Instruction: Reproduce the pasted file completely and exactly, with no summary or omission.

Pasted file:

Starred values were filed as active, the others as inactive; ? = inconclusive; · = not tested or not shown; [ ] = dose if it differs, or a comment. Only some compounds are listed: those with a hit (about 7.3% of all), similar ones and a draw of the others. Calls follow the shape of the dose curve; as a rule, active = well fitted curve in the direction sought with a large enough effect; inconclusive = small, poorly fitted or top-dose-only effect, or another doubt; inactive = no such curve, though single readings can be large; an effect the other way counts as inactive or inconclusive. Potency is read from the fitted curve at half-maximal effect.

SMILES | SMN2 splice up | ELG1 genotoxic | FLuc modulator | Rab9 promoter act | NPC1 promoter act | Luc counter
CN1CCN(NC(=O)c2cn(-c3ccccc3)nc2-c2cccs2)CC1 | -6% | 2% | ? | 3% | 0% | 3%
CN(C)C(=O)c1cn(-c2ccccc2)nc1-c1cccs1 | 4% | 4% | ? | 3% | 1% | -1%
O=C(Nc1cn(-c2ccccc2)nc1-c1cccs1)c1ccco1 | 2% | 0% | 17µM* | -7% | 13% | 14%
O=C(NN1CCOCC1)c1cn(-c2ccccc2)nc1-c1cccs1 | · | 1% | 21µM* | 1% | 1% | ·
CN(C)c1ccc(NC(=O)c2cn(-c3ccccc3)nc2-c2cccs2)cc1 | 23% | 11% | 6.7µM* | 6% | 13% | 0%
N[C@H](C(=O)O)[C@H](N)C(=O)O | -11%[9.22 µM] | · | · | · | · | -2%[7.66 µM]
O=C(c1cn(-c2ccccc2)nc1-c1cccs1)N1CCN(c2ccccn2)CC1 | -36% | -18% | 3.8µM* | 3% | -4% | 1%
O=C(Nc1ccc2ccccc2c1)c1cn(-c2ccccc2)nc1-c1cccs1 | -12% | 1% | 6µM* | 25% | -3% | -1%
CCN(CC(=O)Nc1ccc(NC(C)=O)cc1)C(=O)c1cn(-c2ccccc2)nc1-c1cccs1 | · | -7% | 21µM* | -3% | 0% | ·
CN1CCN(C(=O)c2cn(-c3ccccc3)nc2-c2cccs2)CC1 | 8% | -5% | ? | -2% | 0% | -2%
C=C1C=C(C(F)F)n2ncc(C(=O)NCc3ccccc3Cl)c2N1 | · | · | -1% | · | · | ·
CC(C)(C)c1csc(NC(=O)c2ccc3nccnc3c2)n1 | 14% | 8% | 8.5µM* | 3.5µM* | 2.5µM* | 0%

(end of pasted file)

Starred values were filed as active, the others as inactive; ? = inconclusive; · = not tested or not shown; [ ] = dose if it differs, or a comment. Only some compounds are listed: those with a hit (about 7.3% of all), similar ones and a draw of the others. Calls follow the shape of the dose curve; as a rule, active = well fitted curve in the direction sought with a large enough effect; inconclusive = small, poorly fitted or top-dose-only effect, or another doubt; inactive = no such curve, though single readings can be large; an effect the other way counts as inactive or inconclusive. Potency is read from the fitted curve at half-maximal effect.

SMILES | SMN2 splice up | ELG1 genotoxic | FLuc modulator | Rab9 promoter act | NPC1 promoter act | Luc counter
CN1CCN(NC(=O)c2cn(-c3ccccc3)nc2-c2cccs2)CC1 | -6% | 2% | ? | 3% | 0% | 3%
CN(C)C(=O)c1cn(-c2ccccc2)nc1-c1cccs1 | 4% | 4% | ? | 3% | 1% | -1%
O=C(Nc1cn(-c2ccccc2)nc1-c1cccs1)c1ccco1 | 2% | 0% | 17µM* | -7% | 13% | 14%
O=C(NN1CCOCC1)c1cn(-c2ccccc2)nc1-c1cccs1 | · | 1% | 21µM* | 1% | 1% | ·
CN(C)c1ccc(NC(=O)c2cn(-c3ccccc3)nc2-c2cccs2)cc1 | 23% | 11% | 6.7µM* | 6% | 13% | 0%
N[C@H](C(=O)O)[C@H](N)C(=O)O | -11%[9.22 µM] | · | · | · | · | -2%[7.66 µM]
O=C(c1cn(-c2ccccc2)nc1-c1cccs1)N1CCN(c2ccccn2)CC1 | -36% | -18% | 3.8µM* | 3% | -4% | 1%
O=C(Nc1ccc2ccccc2c1)c1cn(-c2ccccc2)nc1-c1cccs1 | -12% | 1% | 6µM* | 25% | -3% | -1%
CCN(CC(=O)Nc1ccc(NC(C)=O)cc1)C(=O)c1cn(-c2ccccc2)nc1-c1cccs1 | · | -7% | 21µM* | -3% | 0% | ·
CN1CCN(C(=O)c2cn(-c3ccccc3)nc2-c2cccs2)CC1 | 8% | -5% | ? | -2% | 0% | -2%
C=C1C=C(C(F)F)n2ncc(C(=O)NCc3ccccc3Cl)c2N1 | · | · | -1% | · | · | ·
CC(C)(C)c1csc(NC(=O)c2ccc3nccnc3c2)n1 | 14% | 8% | 8.5µM* | 3.5µM* | 2.5µM* | 0%